IN BRIEF, THE LATEST CARGO AIRLINE INDUSTRY NEWS.
Canada allows Egyptair to carry belly cargo again
The Canadian government has lifted the ban on the carriage of belly cargo into Canada by Egypt’s national carrier, Egyptair. The ban, which came into effect in 2015, meant that Egyptair was not allowed to transport cargo on their three weekly flights from Cairo to Toronto. The Canadian authorities took the decision not to allow Egyptair to carry inbound shipments after an incident in 2015 where Russian carrier MetroJet suffered the loss of one of their Airbus A321 aircraft over the Sinai Peninsula with the loss of all on board. Investigations showed that there had been a bomb placed on board.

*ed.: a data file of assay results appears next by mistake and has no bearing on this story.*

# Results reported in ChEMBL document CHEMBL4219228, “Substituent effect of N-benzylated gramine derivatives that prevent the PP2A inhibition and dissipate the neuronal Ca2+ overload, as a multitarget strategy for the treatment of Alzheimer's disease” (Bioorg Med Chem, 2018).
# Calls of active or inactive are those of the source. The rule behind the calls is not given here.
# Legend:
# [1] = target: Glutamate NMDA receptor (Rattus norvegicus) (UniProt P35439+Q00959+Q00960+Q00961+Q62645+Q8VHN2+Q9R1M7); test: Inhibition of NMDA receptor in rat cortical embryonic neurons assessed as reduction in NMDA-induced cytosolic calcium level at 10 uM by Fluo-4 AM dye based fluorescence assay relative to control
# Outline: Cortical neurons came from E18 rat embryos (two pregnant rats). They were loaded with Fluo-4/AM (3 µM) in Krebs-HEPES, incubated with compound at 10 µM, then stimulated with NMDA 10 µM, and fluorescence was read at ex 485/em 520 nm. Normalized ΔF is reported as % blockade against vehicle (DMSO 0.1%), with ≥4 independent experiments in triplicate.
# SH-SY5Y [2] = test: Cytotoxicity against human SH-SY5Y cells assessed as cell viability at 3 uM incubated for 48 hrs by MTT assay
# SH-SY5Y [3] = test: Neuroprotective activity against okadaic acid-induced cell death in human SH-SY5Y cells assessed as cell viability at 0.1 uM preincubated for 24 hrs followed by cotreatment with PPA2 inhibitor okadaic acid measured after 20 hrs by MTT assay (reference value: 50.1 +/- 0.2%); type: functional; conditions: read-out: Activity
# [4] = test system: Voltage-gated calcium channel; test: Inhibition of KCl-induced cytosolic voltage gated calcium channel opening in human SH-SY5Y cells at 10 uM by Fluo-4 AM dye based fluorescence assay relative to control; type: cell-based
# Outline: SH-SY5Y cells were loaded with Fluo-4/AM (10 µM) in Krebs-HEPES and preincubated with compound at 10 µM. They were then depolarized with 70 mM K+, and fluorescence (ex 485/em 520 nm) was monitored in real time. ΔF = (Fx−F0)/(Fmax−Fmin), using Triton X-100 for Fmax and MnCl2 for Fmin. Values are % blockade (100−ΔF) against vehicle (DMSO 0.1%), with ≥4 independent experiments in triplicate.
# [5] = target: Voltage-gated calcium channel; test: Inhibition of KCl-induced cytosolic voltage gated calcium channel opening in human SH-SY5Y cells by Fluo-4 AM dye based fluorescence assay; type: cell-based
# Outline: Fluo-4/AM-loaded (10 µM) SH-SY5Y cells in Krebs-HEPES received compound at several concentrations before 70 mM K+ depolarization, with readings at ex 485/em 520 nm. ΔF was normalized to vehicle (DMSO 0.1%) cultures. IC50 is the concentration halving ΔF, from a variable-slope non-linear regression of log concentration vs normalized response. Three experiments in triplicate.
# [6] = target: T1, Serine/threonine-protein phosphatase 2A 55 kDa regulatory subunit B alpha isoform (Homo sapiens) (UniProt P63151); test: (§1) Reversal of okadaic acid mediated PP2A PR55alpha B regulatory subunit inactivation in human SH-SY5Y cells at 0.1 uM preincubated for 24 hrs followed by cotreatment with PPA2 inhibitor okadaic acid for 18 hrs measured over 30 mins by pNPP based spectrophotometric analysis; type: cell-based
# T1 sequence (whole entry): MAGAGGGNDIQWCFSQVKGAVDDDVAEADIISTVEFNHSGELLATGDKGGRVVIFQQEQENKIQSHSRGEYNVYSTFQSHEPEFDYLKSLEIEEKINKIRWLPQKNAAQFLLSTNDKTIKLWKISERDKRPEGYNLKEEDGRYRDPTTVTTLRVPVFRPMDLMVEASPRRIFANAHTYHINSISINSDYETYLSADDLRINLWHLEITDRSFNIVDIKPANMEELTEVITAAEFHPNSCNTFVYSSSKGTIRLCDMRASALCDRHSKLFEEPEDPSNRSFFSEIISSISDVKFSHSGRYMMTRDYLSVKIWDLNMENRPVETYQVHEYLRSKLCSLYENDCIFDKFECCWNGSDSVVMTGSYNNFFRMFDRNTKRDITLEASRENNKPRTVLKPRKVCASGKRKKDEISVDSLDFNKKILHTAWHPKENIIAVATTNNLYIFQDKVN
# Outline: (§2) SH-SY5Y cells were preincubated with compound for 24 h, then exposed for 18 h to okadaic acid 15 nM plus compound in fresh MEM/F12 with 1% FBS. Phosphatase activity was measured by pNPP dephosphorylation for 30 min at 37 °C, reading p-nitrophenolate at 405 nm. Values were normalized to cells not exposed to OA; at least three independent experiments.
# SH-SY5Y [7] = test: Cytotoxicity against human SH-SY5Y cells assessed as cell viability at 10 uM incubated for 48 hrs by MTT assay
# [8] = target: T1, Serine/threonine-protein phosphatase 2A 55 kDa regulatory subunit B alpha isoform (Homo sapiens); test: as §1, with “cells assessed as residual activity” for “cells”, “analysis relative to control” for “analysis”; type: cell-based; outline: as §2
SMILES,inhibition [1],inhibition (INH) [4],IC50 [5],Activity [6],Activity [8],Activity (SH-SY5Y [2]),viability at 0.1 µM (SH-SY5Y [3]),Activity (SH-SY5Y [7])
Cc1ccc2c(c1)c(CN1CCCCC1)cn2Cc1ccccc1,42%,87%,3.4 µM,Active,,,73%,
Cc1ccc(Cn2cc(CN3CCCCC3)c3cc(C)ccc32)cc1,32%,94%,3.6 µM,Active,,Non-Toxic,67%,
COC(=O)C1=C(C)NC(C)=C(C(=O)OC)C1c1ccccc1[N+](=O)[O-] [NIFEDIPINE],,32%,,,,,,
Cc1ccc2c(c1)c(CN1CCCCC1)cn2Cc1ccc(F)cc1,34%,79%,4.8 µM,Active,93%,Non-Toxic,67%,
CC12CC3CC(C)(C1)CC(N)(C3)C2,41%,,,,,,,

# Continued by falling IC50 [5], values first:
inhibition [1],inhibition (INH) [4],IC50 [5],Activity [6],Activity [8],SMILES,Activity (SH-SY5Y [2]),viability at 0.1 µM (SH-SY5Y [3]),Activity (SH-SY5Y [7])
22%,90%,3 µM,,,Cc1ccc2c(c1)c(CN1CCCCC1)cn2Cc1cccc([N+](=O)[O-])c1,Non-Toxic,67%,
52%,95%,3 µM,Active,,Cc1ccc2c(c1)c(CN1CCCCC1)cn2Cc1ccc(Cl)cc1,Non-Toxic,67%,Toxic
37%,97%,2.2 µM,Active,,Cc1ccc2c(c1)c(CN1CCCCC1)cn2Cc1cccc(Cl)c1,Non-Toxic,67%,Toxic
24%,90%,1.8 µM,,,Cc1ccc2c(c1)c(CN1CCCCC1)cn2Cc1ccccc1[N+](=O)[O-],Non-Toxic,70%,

The ban has been lifted after thorough investigations by the Egyptian authorities into Egyptair’s security and cargo screening at Cairo Airport. The controls have convinced Canadian officials that all is in order. Egyptair was hit hard with the ban as the country exports large quantities of agricultural goods to Canada. The Boeing 777, which is used on the route, offers ample belly capacity.
Uncertainty prevails in debate on AMS local rule